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Q&A: Simple Plan

The Canadian pop punk band’s vocalist Pierre Bouvier talks about old and young punk rock fans, and playing in India for the first time

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Anurag Tagat Dec 07, 2012
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Simple Plan

Simple Plan may have moved out of a lot of people’s playlist once their listeners hit 20, but they continue to scale music charts and tour relentlessly with every album release. Their last one, Get Your Heart On! came out in June 2011 and a day in the life of Simple Plan on tour leaves little room for anything outside of music. “We wake up, usually in a city we don’t know at all, and find food to eat and then head out to soundcheck,” says vocalist Pierre Bouvier, adding that the band chooses to soundcheck with a few fans and a small crowd present. In his interview with ROLLING STONE INDIA, Bouvier talks about the best and the worst times. 

 

What kind of crowd do you usually draw to your shows? Fans who have grown up with your music or the younger lot as well?

We’ve been lucky enough to reach a younger crowd with every album. So even though our older fans have been with us from the beginning, there are some fans who have just discovered us on this new album Get Your Heart On! I think it’s pretty cool that there’ll be fans who will be 15-16 years old and then we’ll have fans who are 30. So we have a really wide range of those people.

You recently played in Vietnam as well. There’s quite some following you’ve spawned in Southeast Asia since then.

What was cool with Vietnam was that we played a show that was free. That really allows a lot more [crowd] to come to the show. When we travel to India or Southeast Asia or Australia, there’s a lot more cost involved and then the tickets are sometimes expensive. Some people don’t have that kind of money to come to our shows. But when it’s not expensive, we get to see all kinds of people come to the show ”“ people who are hardcore fans, people who have heard the band only a few times and just want to check it out.

The crowd we had in Vietnam was really big. I think it was at least 23,000 people. It was a really fun night organized by MTV Exit [a foundation created by MTV to raise awareness about human trafficking]. We are really excited about going to new places and that’s part of the reason we’re going to India. It’s going to be good to finally play a show to long-time fans and some new folks.

You made a song called “This Song Saved My Life” on the new album. Which band’s song saved your life?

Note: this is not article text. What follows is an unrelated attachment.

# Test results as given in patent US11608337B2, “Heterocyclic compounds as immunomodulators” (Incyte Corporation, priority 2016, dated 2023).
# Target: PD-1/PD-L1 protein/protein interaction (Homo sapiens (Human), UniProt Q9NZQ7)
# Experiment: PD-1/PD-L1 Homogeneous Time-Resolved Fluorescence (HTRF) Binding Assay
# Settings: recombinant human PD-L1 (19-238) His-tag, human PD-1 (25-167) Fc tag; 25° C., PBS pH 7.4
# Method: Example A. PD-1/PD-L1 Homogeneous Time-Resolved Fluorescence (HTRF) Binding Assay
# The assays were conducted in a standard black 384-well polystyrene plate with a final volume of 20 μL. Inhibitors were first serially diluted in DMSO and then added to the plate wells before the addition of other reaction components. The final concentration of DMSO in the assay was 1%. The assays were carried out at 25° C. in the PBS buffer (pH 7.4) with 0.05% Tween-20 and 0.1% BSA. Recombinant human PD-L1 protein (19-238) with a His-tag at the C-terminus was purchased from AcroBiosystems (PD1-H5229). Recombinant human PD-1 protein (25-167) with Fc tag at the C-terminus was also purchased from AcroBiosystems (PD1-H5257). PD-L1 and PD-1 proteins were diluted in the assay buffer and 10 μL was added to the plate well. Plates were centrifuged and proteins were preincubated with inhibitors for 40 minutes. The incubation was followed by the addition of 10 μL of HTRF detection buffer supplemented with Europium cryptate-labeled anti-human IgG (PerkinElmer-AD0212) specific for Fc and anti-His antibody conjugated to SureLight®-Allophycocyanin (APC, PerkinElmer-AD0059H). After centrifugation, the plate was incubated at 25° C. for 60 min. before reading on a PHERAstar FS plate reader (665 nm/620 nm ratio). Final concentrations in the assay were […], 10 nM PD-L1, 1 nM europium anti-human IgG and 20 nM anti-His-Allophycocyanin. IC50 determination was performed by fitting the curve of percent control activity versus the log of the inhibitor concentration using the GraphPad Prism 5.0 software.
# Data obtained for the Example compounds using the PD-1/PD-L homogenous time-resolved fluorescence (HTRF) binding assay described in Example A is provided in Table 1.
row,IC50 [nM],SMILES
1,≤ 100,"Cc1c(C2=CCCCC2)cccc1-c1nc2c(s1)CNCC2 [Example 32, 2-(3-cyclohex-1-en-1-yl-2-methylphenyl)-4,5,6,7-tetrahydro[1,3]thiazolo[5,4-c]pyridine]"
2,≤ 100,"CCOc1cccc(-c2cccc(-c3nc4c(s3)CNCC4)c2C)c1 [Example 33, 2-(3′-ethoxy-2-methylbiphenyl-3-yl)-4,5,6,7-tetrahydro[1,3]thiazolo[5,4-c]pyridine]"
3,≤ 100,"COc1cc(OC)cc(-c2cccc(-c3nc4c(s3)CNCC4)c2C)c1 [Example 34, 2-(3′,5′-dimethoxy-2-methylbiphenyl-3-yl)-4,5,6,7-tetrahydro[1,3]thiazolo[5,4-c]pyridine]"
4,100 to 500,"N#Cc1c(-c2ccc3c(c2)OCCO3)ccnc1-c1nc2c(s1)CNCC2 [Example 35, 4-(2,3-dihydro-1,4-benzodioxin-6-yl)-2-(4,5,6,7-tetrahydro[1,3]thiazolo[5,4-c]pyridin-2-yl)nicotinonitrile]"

Growing up I heard a lot of music from bands that gave me a direction… sort of made me feel I was part of something. There are all those growing-up pains ”“ you’re still living in your parents’ house, you want to be an adult but you don’t really know how. The bands I heard gave me an identity. One of them was Lagwagon. They’re not very big, but they were a punk rock band from Southern California. That singer had a really cool voice. It gave me the desire to do something special, it made me feel like I’d found something special.

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Have you ever been on stage doing “Freaking Me Out” and actually freaking out?

[Laughs] Well there has always been so much fun and we’ve been often overwhelmed by the crowd [to the extent] that it gets so crazy for sure. You just get lost. I can remember particularly a show in our hometown Montreal in December 2005 and it was the first time we played a certain venue called the Bell Centre and at the moment we had gotten really popular in our hometown and it was a very big show ”“ there were about 16,000 to 17,000 people and I think it was sold out. We got on stage and the whole crowd was really, really loud. Being the home crowd, there were friends, family – our uncles and grandparents – and other young fans. We were really freaking out. It was difficult to see, we were all choked up. Even though we were playing a high-energy song, we were so emotional. I was on the verge of tears. It was definitely a moment we were freaking out.

What about the opposite of that? What’s the worst gig that you’ve ever played, and how did that come about?